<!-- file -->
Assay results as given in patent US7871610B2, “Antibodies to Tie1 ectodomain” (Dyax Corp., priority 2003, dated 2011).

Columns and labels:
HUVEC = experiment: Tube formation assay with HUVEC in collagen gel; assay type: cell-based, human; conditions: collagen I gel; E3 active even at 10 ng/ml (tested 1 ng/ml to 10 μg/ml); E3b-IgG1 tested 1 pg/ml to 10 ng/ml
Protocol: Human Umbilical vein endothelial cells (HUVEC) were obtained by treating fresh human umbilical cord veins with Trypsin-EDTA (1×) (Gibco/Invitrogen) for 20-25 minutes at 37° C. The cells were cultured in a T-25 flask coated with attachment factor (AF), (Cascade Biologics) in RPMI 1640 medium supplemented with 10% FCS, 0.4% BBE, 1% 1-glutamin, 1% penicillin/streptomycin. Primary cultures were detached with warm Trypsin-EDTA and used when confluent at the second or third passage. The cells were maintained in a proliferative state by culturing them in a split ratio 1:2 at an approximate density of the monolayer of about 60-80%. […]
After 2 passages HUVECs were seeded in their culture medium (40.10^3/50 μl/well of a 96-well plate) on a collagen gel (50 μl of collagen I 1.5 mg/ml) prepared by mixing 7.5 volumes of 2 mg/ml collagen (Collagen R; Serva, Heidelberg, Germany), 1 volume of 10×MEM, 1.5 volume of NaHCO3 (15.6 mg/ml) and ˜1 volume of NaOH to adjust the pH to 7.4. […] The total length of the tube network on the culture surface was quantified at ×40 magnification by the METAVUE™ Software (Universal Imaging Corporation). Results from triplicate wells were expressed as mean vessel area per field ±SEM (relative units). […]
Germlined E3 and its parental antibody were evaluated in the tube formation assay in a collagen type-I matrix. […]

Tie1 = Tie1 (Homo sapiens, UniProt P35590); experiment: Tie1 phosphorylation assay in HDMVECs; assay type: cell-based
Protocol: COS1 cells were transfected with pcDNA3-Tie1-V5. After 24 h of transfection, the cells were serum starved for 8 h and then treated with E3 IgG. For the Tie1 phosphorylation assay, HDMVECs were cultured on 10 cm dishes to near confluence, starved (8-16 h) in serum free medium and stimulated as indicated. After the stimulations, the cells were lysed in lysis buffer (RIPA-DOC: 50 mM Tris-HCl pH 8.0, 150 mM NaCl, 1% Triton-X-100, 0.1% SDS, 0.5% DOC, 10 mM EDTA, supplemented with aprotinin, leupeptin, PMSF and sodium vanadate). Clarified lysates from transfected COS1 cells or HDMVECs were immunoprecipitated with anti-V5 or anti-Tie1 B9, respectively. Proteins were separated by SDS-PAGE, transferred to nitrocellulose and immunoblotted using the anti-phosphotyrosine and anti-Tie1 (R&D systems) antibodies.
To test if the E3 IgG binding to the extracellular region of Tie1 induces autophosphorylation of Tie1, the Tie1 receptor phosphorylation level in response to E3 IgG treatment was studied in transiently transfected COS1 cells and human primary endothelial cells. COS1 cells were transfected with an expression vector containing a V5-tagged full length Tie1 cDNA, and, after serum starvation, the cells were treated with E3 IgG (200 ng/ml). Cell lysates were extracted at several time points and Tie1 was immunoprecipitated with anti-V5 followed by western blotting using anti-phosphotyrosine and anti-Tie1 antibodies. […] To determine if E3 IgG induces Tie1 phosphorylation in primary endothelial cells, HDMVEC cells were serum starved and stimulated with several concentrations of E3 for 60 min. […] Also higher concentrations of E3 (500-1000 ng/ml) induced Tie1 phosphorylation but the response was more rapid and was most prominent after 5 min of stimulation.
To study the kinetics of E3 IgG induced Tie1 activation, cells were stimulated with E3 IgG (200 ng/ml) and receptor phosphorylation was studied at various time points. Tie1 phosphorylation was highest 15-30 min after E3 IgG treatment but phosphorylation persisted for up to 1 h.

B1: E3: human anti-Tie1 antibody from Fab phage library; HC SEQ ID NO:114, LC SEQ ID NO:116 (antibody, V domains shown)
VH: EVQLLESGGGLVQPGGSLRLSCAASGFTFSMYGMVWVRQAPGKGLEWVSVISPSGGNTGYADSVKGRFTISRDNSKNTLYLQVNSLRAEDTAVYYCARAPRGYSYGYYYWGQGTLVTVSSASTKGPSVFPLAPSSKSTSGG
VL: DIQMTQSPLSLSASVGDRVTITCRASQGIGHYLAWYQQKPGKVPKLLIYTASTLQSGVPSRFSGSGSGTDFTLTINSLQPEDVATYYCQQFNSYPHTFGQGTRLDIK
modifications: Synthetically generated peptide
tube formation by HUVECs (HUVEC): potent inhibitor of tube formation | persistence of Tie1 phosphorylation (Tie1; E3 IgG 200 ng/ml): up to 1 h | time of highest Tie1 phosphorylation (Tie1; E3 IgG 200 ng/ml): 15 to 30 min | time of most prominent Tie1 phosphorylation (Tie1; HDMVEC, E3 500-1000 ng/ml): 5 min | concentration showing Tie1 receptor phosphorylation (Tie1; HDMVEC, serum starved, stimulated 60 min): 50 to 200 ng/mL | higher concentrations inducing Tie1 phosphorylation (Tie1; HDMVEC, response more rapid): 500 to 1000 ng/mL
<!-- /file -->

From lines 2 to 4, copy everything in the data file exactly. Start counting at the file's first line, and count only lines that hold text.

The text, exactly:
Columns and labels:
HUVEC = experiment: Tube formation assay with HUVEC in collagen gel; assay type: cell-based, human; conditions: collagen I gel; E3 active even at 10 ng/ml (tested 1 ng/ml to 10 μg/ml); E3b-IgG1 tested 1 pg/ml to 10 ng/ml
Protocol: Human Umbilical vein endothelial cells (HUVEC) were obtained by treating fresh human umbilical cord veins with Trypsin-EDTA (1×) (Gibco/Invitrogen) for 20-25 minutes at 37° C. The cells were cultured in a T-25 flask coated with attachment factor (AF), (Cascade Biologics) in RPMI 1640 medium supplemented with 10% FCS, 0.4% BBE, 1% 1-glutamin, 1% penicillin/streptomycin. Primary cultures were detached with warm Trypsin-EDTA and used when confluent at the second or third passage. The cells were maintained in a proliferative state by culturing them in a split ratio 1:2 at an approximate density of the monolayer of about 60-80%. […]